The changes in contracting that the Clinton administration pioneered opened an acrimonious debate among federal contract experts, pitting watchdogs and auditors against the industry and government buyers who favored the new policies. "What you are talking about is a government at war with itself," says Christopher Yukins, a law professor at George Washington University.
As the rules made it easier to award contracts, new abuses were discovered. A General Services Administration report, for instance, notes that when the Navy needed rubber barriers for its harbors in 2001, it awarded the contract, without soliciting bids, to a company that had never manufactured, let alone purchased, a single one. Its selection of Northern NEF, an information technology firm, appeared to be legal, as the firm was listed in a government-wide catalog because of its work maintaining the computers of the U.S. Air Force. Northern NEF subcontracted the whole $53 million job, again without competition, collecting a $2.6 million fee for its services as the middleman.
"That company earned several million dollars for doing nothing but pushing paper," says Eugene Waszily, an assistant inspector general at the General Services Administration.
Eliminating the Competition
As President Bush's First Chief of Procurement policy at the Office of Management and Budget, Angela Styles aimed to fix these abuses in the contracting system. As a government contract lawyer at a private firm, she had watched warily from the sidelines as the Clinton administration eliminated competitive requirements and oversight. She was particularly concerned with the rise of government-wide contracts like the ones used by the Navy to acquire barriers and the Department of Energy to handle medical claims. "You start eliminating competition, and you are creating monopolies," she said recently in an interview. "You can't be getting the best rate for taxpayers."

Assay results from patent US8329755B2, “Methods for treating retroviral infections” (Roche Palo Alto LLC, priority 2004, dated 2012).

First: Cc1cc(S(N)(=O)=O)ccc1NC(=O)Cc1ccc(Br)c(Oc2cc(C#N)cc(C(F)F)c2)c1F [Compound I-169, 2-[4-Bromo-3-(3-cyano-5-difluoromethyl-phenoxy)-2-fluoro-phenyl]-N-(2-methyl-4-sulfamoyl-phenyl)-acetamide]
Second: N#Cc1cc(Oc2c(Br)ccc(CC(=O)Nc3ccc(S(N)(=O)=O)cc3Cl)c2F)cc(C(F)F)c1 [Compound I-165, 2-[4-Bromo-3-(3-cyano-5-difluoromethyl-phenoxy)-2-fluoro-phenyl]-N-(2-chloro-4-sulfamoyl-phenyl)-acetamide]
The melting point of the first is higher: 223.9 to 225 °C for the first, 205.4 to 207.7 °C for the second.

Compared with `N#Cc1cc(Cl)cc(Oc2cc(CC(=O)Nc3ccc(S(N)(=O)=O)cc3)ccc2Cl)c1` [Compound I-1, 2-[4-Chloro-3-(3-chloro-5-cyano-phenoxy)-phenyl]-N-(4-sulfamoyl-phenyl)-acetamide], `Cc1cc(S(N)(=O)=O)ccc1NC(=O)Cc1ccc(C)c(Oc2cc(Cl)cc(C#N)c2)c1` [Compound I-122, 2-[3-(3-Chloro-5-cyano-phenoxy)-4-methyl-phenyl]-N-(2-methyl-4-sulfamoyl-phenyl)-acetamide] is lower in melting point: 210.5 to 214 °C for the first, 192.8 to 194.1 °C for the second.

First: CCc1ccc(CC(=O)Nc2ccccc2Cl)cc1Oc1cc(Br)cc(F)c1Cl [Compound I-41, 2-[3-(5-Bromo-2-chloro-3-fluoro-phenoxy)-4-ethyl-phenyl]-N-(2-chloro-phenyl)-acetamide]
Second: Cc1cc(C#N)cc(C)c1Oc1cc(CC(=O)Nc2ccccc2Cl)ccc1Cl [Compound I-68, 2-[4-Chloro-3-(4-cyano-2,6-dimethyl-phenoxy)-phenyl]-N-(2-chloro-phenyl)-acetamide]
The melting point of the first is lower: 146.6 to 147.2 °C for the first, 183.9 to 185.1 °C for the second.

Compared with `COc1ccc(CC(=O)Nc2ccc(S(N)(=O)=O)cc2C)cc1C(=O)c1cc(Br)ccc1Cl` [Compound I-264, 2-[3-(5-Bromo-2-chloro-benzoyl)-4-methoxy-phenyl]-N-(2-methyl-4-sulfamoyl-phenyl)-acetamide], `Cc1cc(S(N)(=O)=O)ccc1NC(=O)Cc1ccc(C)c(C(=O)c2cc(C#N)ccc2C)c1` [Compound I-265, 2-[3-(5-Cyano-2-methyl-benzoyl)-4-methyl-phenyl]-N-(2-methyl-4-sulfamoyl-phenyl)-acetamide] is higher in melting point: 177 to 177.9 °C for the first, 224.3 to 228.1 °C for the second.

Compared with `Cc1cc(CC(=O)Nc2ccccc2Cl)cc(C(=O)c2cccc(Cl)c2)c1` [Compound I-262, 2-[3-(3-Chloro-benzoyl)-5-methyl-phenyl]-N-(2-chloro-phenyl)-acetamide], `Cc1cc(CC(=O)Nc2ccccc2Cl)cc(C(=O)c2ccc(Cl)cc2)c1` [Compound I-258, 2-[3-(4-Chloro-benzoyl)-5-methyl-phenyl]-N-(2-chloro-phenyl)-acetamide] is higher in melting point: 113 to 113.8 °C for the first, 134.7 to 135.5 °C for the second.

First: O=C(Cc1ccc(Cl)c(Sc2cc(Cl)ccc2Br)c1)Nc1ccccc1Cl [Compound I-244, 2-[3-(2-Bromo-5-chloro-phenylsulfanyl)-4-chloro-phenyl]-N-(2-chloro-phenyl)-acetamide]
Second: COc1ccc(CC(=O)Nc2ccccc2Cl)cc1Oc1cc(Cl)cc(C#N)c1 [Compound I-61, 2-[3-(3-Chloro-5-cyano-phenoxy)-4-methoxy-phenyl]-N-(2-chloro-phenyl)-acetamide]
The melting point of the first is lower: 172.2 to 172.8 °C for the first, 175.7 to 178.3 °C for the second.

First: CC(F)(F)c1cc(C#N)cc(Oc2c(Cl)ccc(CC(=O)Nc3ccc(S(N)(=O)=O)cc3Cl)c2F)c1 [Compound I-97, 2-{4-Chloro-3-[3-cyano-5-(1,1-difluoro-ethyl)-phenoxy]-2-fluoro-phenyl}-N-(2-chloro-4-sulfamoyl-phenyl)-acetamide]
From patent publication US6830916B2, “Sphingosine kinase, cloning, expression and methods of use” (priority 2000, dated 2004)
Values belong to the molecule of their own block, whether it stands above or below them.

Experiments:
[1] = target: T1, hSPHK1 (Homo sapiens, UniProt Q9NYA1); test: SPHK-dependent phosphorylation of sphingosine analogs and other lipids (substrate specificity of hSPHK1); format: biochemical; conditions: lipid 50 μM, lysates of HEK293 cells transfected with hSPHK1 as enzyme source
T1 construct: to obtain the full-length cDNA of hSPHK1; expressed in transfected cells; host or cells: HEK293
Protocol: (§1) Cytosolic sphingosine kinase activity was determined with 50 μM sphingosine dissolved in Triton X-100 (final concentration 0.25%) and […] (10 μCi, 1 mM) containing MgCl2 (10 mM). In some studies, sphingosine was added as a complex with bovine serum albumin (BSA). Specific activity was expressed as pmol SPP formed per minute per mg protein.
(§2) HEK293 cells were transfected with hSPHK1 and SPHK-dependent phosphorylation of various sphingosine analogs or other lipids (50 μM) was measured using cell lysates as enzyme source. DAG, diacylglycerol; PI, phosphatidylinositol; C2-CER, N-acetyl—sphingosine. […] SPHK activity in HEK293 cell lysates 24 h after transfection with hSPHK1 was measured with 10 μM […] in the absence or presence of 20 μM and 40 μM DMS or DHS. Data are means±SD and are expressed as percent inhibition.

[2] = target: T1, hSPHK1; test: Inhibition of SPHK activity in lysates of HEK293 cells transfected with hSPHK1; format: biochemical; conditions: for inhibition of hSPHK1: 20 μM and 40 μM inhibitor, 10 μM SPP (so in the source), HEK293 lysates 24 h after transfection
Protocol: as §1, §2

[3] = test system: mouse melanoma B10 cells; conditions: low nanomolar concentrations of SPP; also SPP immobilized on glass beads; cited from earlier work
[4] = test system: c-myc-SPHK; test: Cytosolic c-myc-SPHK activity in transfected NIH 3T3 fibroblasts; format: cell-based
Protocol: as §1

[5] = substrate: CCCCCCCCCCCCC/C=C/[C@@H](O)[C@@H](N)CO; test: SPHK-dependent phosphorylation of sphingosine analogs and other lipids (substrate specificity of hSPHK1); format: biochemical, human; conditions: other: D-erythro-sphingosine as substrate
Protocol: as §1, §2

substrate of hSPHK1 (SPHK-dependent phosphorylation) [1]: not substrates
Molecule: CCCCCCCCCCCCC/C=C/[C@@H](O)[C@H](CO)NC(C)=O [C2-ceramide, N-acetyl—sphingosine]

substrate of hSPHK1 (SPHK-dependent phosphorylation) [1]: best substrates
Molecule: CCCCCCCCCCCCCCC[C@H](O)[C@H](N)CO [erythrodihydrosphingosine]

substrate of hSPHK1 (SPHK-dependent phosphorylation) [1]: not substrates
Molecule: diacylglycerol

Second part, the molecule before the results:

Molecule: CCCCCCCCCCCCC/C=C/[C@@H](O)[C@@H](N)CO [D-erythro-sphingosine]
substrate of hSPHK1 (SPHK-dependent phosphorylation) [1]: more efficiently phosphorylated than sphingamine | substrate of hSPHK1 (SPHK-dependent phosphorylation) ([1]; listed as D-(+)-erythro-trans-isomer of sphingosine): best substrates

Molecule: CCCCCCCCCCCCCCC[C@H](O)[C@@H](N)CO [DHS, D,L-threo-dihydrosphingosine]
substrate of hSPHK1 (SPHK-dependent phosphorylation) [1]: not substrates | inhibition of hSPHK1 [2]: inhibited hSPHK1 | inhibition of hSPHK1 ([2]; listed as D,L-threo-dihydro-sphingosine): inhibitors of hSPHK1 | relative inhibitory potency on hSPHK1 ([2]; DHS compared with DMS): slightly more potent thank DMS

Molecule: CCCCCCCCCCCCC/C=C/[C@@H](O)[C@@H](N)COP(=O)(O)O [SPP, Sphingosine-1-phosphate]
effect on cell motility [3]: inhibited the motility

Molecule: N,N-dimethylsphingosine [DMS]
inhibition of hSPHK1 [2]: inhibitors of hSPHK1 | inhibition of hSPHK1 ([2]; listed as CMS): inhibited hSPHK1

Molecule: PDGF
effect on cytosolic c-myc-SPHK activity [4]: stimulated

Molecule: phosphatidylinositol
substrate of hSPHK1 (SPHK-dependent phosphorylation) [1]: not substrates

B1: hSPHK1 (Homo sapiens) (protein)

But Styles didn't get very far. Less than a year after taking office, government contractors and those who represent them were calling for her head. Larry Allen, Vice President of the Coalition for Government Procurement, a contractor trade group, warned that Styles was trying to "completely dismantle the hard-fought reforms that make government acquisition the great management success story it currently is."
Steven Kelman, a Harvard professor who helped to develop the Clinton administration contracting policies, dismissed Styles as a member of the "professional scandal community"—one of the lawyers who profit from litigating over burdensome rules. (Kelman himself registered as a lobbyist in 2001 to push for loosening the oversight of contracts even further.)
The most serious challenge to Styles came from Rep. Tom Davis (R.-Va.), the Chairman of the House Government Reform Committee. He represents a district in northern Virginia, home to many of the largest federal contractors. Before being elected to Congress, Davis had worked as an executive at PRC Inc., a military technology contractor, a fact he often repeats in public statements. After leading campaign fundraising efforts for House Republicans in 2002, Davis promptly elevated the concerns of corporate contractors to the top of the agenda. He pushed legislation to ease oversight rules, expanding, among other things, the exemption from holding open competitions for many services. Davis' staff held "drafting summits" with contractors to produce the bill. Leaked drafts of the legislation revealed that trade groups had suggested specific sections.
Styles, along with auditors at the Defense Department and the GAO, opposed much in Davis' legislation. And Davis was soon working to undermine her. He wrote letters to Styles' bosses at the Office of Management and Budget, Mitchell E. Daniels Jr. and Joshua Bolten, asking them to rein in Styles and frustrate her efforts. Styles said that she could not counter the contracting lobby and found few powerful allies within the Republican Party on her side.
"The fiscal conservatives, for reasons I don't completely understand, are not part of that," she said. "We compromised." The bill, which included a small increase in training funds for federal contracting officers, ultimately passed Congress and was signed by the president. Davis is now working with contractors on the next round of "reforms."